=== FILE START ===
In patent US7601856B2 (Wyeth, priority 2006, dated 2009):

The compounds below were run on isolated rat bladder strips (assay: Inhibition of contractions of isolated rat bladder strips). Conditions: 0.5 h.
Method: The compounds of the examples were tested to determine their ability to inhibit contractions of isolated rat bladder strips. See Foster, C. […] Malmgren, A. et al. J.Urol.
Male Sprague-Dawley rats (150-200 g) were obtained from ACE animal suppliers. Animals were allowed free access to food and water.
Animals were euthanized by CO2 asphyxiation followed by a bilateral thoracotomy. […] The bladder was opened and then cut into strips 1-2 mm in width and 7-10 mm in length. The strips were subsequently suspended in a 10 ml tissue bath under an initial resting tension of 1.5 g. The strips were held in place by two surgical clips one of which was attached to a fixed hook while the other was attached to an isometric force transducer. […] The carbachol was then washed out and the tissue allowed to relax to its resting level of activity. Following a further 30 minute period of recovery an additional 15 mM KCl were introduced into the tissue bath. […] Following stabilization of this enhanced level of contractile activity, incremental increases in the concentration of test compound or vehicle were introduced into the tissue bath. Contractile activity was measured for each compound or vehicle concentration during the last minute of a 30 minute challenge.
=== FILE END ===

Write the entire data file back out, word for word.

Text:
In patent US7601856B2 (Wyeth, priority 2006, dated 2009):

The compounds below were run on isolated rat bladder strips (assay: Inhibition of contractions of isolated rat bladder strips). Conditions: 0.5 h.
Method: The compounds of the examples were tested to determine their ability to inhibit contractions of isolated rat bladder strips. See Foster, C. […] Malmgren, A. et al. J.Urol.
Male Sprague-Dawley rats (150-200 g) were obtained from ACE animal suppliers. Animals were allowed free access to food and water.
Animals were euthanized by CO2 asphyxiation followed by a bilateral thoracotomy. […] The bladder was opened and then cut into strips 1-2 mm in width and 7-10 mm in length. The strips were subsequently suspended in a 10 ml tissue bath under an initial resting tension of 1.5 g. The strips were held in place by two surgical clips one of which was attached to a fixed hook while the other was attached to an isometric force transducer. […] The carbachol was then washed out and the tissue allowed to relax to its resting level of activity. Following a further 30 minute period of recovery an additional 15 mM KCl were introduced into the tissue bath. […] Following stabilization of this enhanced level of contractile activity, incremental increases in the concentration of test compound or vehicle were introduced into the tissue bath. Contractile activity was measured for each compound or vehicle concentration during the last minute of a 30 minute challenge.